Kelsey Wog has built a reputation as an elite swimmer with nerves of steel. Nothing is supposed to faze her.

Kelsey Wog has built a reputation as an elite swimmer with nerves of steel. Nothing is supposed to faze her.

And so it came as a mild surprise when the 22-year-old University of Manitoba speedster got emotional when several dozen flag-waving well-wishers greeted her upon arrival in her Linden Woods neighbourhood after her final hometown workout Thursday afternoon.

Wog leaves Friday for the Canadian Olympic Trials in Toronto where she is expected to qualify to represent her country in three events at the Tokyo Summer Games next month.

She's considered a strong contender for the Olympic podium in her favourite discipline, the 200-metre breaststroke.

"I was just so surprised, like there's basically been no celebrations allowed (during the pandemic) or anything," said a teary-eyed Wog. "I mean, I still have to go to trials and swim but it was so cool to have everybody come out...

"I had no idea they were doing this and I'm not usually one to really celebrate, but I mean it's pretty (great) that they put this together."

After the trials, the Canadian team will stay together for a pre-Olympics training camp, so Wog won't be back in Winnipeg until after the Games.

The celebration was the result of a plan hatched by next-door neighbour Sheri Skwarchuk, who conspired with Wog's parents, Susan and Travis, to catch her by surprise.

'We support her and we're really proud of her,' says Sheri Skwarchuk, a neighbour of Kelsey Wog who thought up the send-off. (John Woods / Winnipeg Free Press)</p>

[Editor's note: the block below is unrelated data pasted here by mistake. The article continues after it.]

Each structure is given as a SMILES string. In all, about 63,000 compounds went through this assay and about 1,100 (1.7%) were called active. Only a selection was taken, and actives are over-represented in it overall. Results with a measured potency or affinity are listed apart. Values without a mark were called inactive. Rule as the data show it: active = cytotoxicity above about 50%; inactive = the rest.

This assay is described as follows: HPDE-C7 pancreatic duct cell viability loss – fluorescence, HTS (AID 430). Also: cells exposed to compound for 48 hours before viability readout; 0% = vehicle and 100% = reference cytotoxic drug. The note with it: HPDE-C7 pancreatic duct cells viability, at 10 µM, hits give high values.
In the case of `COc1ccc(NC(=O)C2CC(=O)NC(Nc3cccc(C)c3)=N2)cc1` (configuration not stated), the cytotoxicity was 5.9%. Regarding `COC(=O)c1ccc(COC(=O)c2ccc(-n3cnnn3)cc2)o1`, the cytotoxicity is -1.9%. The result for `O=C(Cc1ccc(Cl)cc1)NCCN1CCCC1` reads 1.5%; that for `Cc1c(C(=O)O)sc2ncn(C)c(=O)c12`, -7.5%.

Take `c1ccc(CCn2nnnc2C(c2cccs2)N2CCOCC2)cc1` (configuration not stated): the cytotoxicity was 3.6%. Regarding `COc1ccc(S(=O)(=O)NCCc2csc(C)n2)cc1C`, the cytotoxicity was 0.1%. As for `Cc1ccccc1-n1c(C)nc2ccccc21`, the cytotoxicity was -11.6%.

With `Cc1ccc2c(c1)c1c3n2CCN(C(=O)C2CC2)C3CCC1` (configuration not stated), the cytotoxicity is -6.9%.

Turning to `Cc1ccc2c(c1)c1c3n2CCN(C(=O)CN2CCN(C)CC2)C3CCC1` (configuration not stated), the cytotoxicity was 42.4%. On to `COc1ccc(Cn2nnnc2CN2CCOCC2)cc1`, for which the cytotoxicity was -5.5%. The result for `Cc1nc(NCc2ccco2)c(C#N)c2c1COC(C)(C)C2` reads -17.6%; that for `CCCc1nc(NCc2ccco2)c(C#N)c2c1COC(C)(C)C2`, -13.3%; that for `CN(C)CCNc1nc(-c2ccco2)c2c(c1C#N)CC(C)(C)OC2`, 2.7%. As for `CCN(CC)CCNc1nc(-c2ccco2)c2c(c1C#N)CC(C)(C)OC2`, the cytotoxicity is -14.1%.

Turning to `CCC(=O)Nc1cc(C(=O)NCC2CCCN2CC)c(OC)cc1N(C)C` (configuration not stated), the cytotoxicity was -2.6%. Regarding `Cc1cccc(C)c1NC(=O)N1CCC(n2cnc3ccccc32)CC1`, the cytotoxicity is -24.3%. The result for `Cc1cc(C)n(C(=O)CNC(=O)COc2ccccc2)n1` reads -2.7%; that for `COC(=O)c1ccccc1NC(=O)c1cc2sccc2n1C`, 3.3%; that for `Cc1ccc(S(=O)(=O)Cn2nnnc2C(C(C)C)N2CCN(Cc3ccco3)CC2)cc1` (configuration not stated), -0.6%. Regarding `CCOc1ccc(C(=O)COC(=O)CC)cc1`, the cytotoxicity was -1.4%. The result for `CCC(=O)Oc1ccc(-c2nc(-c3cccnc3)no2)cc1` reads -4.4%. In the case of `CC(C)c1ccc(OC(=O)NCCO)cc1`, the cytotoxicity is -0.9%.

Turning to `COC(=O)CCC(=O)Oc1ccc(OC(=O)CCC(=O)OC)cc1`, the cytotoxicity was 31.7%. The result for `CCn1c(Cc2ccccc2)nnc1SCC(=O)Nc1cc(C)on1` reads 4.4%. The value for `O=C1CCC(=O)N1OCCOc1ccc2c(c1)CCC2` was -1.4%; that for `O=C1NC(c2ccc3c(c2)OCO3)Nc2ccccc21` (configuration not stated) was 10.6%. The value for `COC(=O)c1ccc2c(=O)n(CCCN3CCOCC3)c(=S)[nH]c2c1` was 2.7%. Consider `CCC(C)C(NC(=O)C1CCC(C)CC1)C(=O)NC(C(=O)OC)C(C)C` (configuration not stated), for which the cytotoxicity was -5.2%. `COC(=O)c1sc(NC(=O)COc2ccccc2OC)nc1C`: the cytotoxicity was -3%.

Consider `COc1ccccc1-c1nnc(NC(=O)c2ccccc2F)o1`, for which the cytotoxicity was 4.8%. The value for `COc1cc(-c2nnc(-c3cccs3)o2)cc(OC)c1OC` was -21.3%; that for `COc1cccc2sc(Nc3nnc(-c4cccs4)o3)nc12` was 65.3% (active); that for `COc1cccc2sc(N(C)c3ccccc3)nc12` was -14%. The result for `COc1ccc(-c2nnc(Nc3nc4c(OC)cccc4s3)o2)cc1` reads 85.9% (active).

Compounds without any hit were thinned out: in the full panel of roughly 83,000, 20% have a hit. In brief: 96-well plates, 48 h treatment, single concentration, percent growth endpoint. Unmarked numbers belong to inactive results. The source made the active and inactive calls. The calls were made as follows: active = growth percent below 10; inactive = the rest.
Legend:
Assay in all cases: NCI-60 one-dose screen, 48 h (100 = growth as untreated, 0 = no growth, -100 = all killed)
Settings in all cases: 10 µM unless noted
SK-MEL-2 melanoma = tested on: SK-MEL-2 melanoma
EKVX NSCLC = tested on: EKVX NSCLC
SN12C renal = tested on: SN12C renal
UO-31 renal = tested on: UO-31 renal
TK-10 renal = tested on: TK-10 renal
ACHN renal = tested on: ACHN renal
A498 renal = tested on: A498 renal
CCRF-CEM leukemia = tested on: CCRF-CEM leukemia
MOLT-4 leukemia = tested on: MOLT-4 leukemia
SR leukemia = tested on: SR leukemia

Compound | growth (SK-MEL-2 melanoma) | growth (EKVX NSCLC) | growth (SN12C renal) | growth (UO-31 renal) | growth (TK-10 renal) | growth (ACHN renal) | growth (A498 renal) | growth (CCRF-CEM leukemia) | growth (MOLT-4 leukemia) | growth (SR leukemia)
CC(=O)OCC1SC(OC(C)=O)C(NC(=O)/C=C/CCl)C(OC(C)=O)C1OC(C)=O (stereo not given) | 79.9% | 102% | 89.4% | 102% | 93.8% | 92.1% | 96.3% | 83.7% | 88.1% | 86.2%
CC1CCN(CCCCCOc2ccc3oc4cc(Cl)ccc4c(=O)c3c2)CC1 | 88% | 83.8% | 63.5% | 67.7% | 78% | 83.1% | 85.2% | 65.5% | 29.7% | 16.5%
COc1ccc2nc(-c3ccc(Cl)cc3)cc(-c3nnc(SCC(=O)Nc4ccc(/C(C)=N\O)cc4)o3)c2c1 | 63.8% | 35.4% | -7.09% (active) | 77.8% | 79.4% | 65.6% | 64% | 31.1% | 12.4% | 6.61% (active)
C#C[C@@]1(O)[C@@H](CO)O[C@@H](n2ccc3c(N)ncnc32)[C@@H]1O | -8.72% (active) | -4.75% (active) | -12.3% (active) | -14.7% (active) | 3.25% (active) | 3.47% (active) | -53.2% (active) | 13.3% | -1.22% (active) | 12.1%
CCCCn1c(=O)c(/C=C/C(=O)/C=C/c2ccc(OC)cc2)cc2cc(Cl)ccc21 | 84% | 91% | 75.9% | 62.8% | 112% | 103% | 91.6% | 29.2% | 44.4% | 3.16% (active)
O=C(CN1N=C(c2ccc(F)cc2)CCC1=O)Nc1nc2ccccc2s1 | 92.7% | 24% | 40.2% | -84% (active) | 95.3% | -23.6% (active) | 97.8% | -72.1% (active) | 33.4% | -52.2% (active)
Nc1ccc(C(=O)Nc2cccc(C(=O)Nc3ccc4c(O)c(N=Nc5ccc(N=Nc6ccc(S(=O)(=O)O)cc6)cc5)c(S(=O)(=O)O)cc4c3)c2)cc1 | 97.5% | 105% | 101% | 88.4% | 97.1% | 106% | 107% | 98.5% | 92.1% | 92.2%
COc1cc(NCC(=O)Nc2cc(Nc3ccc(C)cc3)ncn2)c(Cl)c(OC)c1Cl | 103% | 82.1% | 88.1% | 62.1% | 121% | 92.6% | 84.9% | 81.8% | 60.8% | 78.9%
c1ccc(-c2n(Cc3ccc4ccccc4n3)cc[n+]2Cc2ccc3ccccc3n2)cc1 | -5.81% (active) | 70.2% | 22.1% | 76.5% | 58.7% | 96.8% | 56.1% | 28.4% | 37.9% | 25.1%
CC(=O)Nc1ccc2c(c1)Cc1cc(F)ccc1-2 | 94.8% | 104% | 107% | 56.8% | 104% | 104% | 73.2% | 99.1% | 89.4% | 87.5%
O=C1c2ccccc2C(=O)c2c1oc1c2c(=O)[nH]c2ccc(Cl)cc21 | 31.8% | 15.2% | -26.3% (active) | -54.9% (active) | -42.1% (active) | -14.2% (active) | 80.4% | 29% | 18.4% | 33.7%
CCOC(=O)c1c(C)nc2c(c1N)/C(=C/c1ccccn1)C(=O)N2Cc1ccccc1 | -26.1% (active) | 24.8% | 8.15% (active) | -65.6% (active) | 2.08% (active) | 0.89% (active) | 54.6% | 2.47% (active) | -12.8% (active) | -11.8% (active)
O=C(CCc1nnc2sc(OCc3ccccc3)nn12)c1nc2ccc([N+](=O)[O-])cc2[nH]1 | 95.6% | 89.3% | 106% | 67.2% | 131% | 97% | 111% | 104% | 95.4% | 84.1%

'We support her and we're really proud of her,' says Sheri Skwarchuk, a neighbour of Kelsey Wog who thought up the send-off. (John Woods / Winnipeg Free Press)

The plan worked to perfection as Wog took a moment in her car to compose herself before emerging to thank the crowd during a walk-around.

"We wanted to do something for the longest time but I wanted to time it just right, so this was her last swim practice," said Skwarchuk, a University of Winnipeg professor. "And so we just thought we didn't want to be too cheery… and presumptuous, but we also want to show her that we support her and we're really proud of her, no matter what happens."

Toronto Public Health is allowing the Trials to go on at Pan Am Sports Centre under an exemption for high-performance sport under Ontario's stay-at-home order.

At the Olympics Trials, Wog will swim in the 100-metre breaststroke on Sunday, 200-metre individual medley on Monday and 200-metre breaststroke on Tuesday.

An unwavering dedication to her sport had always impressed long-time friend Anika Nelson, who also turned out for the event.

"Once you get to know Kelsey, you realize when she's wants to do something, she does it and she makes it seem like no big deal," said Nelson. "And that's kind of the amazing thing — when you talk to her, she's very humble, she's very down to earth and she makes it seem like no big thing...

"(But) if you talk to her and you learn her schedule, she's working all the time and she makes it seem like no big deal. It's always kind of cool to see that attitude in somebody."

Wog's work ethic carries a lot of respect.

"We're just very proud of what she's been able to accomplish," said another neighbour, Vic Zieroth. "It took tremendous dedication — training, training, training — in the pool, out of the pool, long trips and she's travelled all over the world."

mike.sawatzky@freepress.mb.caTwitter: @sawa14

Mike Sawatzky

Mike Sawatzky
Reporter

Mike has been working on the Free Press sports desk since 2003.

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